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• ... for(n=0,10000,x=0;t=0;while(1,x=x+1;t=t+sigma(x,n);if(x 2&&t%x==0,prin ... I used subsampling via a swift change to nn=0,10000,n=36*nn+8 inter alia. ...
Message 1 of 3 , Jul 2, 2002
--- jbrennen <jack@...> wrote:
for(n=0,10000,x=0;t=0;while(1,x=x+1;t=t+sigma(x,n);if(x>2&&t%x==0,prin
> t1(x,", ");break)))

I used subsampling via a swift change to
nn=0,10000,n=36*nn+8
inter alia.

> Interesting things I noted about the sequence:
>
> - The values 4 and 8 only occur in the first three terms
> - If n == 0 (mod 6) or n == 1 (mod 6), and n>1, then S[n] = 9
> - If n == 3 (mod 6) or n == 4 (mod 6), then S[n] = 7
> - If n == 5 (mod 6), then S[n] <= 36
> - If n == 14 (mod 18), then S[n] <= 38
> - If n == 2 (mod 36), then S[n] <= 74
>
> This leaves the "interesting" subsets where
> n == 8, 20, or 26 (mod 36) -- these appear more chaotic at
> first glance, although it seems reasonable to believe they
> too are periodic and that a "covering set" exists.

Note - when I say "repeats", I mean ther seems to be a period, but
occasionally a smaller value also satisfies the relation, i.e. "<="
as above.

Looking at 8(mod 36)
31 repeats every 5 terms from 8
186 repeats every 5 terms from 44
62 repeats every 5 terms from 80
50 repeats every 5 terms from 116
xx is a gap every 5 terms from 152

So looking at 152(mod 180)
xx is a gap every 2 terms from 152
123 repeats every 2 terms from 332

So looking at 152(mod 360)
200 repeats every 2 terms from 152
17 repeats every 2 terms from 512

Done.

20(mod 36) gives a similar pattern, obviously for the
62, 50, xx, 31, 186
92(mod 180) gives
123, xx,
272(mod 180) gives
17, 200

Actualy it's clear that 123, 17, 200 provide a covering set, so it
will never exceed 200.

> Note that I have not found any value of S[n] exceeding 200,
> searching through about n==5000. The value 200 occurs for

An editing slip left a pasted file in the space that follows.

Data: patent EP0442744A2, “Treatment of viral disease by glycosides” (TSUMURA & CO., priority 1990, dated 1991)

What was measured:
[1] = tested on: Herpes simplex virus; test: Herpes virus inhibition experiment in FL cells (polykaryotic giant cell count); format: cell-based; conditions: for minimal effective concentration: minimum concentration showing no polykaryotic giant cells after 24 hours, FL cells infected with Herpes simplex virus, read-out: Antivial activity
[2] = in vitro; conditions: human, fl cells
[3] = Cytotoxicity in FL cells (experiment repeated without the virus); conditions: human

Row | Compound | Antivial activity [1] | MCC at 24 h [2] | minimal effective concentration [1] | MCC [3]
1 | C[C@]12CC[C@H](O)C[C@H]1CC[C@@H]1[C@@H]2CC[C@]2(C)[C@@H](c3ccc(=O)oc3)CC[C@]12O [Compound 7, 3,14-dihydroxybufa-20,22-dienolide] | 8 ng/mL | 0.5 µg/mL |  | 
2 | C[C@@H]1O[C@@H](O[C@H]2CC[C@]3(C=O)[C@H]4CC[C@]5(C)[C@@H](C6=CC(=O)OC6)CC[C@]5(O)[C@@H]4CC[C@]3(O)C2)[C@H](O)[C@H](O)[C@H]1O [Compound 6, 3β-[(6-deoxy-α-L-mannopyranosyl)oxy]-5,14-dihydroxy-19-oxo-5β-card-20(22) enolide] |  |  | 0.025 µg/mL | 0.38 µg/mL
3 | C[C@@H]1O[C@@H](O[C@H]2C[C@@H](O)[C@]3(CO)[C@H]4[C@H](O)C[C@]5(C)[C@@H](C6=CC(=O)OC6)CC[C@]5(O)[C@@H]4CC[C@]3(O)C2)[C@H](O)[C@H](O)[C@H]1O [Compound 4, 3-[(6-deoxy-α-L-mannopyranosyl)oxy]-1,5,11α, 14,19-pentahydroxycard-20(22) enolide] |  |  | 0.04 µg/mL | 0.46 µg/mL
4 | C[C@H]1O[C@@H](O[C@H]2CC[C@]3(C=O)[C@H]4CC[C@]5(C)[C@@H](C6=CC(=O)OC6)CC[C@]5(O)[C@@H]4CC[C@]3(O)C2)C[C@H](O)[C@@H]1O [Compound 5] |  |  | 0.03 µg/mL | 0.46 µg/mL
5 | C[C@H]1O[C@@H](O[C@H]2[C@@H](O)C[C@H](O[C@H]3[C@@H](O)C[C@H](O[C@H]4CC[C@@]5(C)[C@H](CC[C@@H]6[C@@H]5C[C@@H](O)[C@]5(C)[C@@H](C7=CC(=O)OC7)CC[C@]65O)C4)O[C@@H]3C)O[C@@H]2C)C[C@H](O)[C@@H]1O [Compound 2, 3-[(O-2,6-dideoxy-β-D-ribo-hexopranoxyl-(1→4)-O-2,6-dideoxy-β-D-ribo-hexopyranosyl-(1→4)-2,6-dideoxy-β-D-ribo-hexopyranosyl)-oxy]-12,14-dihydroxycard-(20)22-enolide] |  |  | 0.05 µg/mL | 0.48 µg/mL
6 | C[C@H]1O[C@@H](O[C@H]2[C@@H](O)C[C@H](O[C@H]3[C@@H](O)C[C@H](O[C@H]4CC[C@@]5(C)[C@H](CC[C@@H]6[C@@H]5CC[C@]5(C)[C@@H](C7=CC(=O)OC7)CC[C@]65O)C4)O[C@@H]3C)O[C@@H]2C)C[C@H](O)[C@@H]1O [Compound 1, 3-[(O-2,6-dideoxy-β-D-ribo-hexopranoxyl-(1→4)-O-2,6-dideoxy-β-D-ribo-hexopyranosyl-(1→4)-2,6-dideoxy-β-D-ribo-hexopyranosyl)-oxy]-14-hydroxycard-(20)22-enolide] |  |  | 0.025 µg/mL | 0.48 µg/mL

> the first time at S[632].
>
>
> So the question is... is the sequence periodic (after the
> first three terms of course)? If so, what is its period?
> Are there any members exceeding 200? Note that if a covering
> set exists, the period of the sequence will certainly be much
> larger than the period of the covering set, due to the
> presence of sequence members not in the covering set, but
> smaller than the covering member of the covering set.

It must be periodic as each value that can occur at all will cause a
periodic pattern of residues when summed.

> If it is periodic, it has period >= 1607760, since this
> is the period of the subset where n == 2 (mod 36).

Only 200 numbers to check, shouldn't be too hard to find all their
periods, and then munge them together in a big LCM.

However that required more than 5-character edits to your script, and
so were deemed 'hard' :-)

Phil

=====
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• ... I explored this sequence further, and have essentially fully characterized it... It is periodic, as Phil already figured out. The period is 14802818350320
Message 2 of 3 , Jul 3, 2002
--- In primenumbers@y..., "jbrennen" <jack@b...> wrote:
>
> Let S[n] be the smallest number x>2 such that:
>
> x divides: Sum {i=1..x} (sigma_n(i))
>
> Here sigma_n(i) denotes the sum of the nth powers of the positive
> integer divisors of i.
>
> So for any particular n, we are looking for the smallest x>2 such
> that sigma_n(1), sigma_n(2), ... sigma_n(x) have an integer average.

I explored this sequence further, and have essentially fully
characterized it...

It is periodic, as Phil already figured out. The period is
14802818350320 == 2^4*3^2*5*7^2*11*13*23*29*53*83.
That is, for n>=3, S[n+14802818350320] = S[n].

There are 32 numbers which appear in the sequence. The numbers
4 and 8 only appear within the initial (non-periodic) subsequence
of length 3. So 30 numbers appear in the periodic portion of
the sequence. The numbers are: 7, 9, 11, 17, 23, 29, 31,
36, 38, 46, 50, 51, 59, 61, 62, 69, 71, 74, 89, 107, 113, 123,
150, 158, 167, 169, 186, 188, 197, 200.

The last number to show up as the sequence is enumerated is the
number 197, which doesn't appear until S[19592].
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